Review of For Real (Issue One): The Oven by James Romberger
By Kevin Wolf
Though I grew up reading comic books, I rarely read stand-alone comics today. I usually wait for a graphic novel to come out, which might be a multi-comic story arc. Comics are often sold as twenty or so page “pamphlets,” often with regular frequency. Some single stories in a single comic have achieved acclaim (e.g. The 8-page story Master Race by Al Feldstein writer and B. Krigstein artist in Impact issue 1, March 1955 EC Publications; about a holocaust survivor encountering a Nazi war criminal on a New York subway). I was asked to review the comic story The Oven by James Romberger and I’m glad I was. Romberger has created numerous graphic works, including being the artist for David Wojnarowicz’s AIDS memoir: Seven Miles A Second; and Marguerite Van Cook’s autobiography, The Late Child and Other Animals.
The Oven appears as the sole story in the first issue of a new series called For Real which began Fall 2019 published by Uncivilized Books. The series is edited by Romberger and will be published periodically with other writers/artists. Romberger indicated, “The main impetus is to use comics and text/art pieces to address real world issues. And also, to bring together the most talented people I know.” Romberger did the entire first issue, including the cover and a ten-page essay called The Real Thing providing background for the comic. Though the comic could be generally understood without the essay, the essay is very worthwhile to gain insights into Romberger’s thinking and background about the protagonist, Jack Kirby. Each comic in the series may vary in length and shape; the comic portion is 22 pages black white and grey fictionalized story based on real events. The Oven is the tale of famed cartoonist Jack Kirby going into a hospital for a CAT scan and having post-traumatic stress syndrome (PTSD) flashbacks during the scan. I highly recommend Issue 1 of For Real.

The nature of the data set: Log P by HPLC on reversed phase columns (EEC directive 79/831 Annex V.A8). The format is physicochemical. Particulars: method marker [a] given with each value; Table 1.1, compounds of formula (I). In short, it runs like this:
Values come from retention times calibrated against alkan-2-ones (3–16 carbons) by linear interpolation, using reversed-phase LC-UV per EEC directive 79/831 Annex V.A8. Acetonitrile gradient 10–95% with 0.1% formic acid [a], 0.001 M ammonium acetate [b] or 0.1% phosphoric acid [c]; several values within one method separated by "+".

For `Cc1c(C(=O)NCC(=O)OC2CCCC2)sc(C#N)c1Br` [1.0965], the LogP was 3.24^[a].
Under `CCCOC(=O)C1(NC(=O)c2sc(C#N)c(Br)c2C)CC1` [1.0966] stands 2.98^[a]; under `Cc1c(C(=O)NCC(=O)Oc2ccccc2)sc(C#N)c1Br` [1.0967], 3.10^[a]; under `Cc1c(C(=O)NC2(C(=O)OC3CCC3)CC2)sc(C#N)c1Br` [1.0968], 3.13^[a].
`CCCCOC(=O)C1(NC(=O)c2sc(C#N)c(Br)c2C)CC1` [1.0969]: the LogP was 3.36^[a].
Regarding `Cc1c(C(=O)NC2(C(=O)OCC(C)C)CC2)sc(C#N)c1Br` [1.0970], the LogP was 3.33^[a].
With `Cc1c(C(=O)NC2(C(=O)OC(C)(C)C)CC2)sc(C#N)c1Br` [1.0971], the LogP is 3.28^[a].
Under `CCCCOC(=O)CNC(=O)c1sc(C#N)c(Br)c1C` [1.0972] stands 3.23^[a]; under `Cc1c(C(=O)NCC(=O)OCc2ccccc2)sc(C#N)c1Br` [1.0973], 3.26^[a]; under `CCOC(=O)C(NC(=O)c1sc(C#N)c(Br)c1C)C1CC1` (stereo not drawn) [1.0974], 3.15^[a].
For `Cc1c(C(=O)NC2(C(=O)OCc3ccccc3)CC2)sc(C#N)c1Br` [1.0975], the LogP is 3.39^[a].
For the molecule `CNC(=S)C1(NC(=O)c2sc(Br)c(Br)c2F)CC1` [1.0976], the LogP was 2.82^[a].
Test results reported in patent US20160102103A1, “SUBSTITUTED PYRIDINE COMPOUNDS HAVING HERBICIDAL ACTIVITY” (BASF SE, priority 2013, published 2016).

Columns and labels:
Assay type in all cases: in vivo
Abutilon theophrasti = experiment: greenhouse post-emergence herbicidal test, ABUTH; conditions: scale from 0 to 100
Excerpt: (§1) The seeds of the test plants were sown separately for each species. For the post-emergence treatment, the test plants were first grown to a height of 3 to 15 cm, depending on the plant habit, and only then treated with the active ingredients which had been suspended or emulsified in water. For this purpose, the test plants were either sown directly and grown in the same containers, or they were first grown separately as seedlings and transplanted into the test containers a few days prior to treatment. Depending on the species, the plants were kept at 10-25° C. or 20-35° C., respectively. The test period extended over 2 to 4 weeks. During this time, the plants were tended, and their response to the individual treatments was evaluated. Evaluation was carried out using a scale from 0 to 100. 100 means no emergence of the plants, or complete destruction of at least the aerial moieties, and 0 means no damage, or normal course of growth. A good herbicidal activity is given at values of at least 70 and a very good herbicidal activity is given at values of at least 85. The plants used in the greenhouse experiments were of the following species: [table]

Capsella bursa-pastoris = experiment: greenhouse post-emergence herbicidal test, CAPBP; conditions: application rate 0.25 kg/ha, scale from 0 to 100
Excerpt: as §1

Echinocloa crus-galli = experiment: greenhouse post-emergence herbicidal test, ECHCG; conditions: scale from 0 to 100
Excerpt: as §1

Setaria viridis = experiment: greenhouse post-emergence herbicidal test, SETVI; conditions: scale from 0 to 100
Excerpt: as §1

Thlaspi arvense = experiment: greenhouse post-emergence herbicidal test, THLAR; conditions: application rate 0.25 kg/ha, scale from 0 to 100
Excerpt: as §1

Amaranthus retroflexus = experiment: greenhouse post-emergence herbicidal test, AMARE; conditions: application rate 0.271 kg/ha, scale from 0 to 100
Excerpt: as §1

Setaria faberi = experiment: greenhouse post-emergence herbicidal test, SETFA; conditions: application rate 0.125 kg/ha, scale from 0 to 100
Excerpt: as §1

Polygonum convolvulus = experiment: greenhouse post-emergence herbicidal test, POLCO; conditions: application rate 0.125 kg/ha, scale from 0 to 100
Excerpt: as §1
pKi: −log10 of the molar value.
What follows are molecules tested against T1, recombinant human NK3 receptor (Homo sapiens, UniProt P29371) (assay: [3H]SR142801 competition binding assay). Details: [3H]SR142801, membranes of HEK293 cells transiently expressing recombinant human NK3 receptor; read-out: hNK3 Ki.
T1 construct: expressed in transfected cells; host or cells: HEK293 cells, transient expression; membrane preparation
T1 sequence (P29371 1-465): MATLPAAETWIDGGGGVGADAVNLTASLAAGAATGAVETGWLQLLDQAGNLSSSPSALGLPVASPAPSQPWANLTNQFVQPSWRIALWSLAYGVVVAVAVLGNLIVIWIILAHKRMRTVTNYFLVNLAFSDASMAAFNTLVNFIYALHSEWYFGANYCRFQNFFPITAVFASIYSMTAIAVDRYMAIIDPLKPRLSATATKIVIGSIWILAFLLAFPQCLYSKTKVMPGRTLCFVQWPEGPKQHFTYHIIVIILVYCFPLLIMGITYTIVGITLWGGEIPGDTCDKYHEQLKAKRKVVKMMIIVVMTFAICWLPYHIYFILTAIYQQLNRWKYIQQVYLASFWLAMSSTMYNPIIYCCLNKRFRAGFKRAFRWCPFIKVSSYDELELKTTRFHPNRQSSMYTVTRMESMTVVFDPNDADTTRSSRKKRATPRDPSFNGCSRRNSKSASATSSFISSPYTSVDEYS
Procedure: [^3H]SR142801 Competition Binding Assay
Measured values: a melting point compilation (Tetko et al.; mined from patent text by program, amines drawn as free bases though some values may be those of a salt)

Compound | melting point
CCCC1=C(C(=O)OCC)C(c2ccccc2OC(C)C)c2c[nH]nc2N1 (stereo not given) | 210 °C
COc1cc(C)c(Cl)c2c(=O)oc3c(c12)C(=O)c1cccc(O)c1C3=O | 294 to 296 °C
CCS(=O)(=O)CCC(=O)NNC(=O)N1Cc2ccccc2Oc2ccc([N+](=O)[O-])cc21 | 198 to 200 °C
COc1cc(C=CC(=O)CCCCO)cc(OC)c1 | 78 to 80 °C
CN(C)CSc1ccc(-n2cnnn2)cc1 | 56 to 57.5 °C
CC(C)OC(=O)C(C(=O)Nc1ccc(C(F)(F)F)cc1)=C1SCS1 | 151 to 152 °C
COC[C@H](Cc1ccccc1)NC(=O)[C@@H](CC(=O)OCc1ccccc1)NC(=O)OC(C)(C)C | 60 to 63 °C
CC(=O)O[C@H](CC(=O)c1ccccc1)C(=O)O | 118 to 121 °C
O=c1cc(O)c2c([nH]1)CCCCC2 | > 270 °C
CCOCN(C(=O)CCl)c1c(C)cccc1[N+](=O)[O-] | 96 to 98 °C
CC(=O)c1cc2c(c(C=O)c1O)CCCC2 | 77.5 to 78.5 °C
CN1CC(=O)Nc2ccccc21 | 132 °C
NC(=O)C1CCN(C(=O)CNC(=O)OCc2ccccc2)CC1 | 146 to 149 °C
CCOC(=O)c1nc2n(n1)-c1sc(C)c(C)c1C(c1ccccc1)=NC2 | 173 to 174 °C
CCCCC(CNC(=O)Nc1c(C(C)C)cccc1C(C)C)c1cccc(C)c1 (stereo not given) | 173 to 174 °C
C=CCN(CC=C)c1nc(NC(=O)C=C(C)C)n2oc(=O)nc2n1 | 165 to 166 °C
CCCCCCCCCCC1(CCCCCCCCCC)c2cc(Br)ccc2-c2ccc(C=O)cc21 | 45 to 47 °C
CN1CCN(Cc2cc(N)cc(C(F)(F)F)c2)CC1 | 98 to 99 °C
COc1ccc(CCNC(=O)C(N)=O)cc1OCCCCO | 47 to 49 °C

Kirby’s cartooning career is long and well explained in Romberger’s essay. The virtual, web-based Jack Kirby Museum and Research Center at kirbymuseum.org is another resource. If the reader wants more background about Kirby, then I suggest an excellent Kirby biography: Kirby: King of Comics (Abrams ComicArts © 2008, revised 2017) by comic writer and historian Mark Evanier, with amazing examples of Kirby’s work. Romberger provides additional sources at the end of his essay. According to Romberger, Kirby was in combat during WWII, including landing at Omaha Beach a couple months after Normandy, and helping liberate the German-run Soviet-soldier POW occupied camp near Metz; there were 22,000 Ukrainian victims buried there (dpcamps.org/metz.html). Romberger’s essay includes this Kirby quote, which is the source of the essay’s title (The Real Thing):
This guy took a direct hit while he was talking to me. He was from Brooklyn … so we had something in common. We were talking and the next thing you know, no sound, no nothing, like … you know, there you are on the fourth floor of another building, and you don’t know what the hell you’re doing there. This guy’s a red smear on the wall and you can’t get more undignified than that. Then you’re in the real thing. [emphasis added].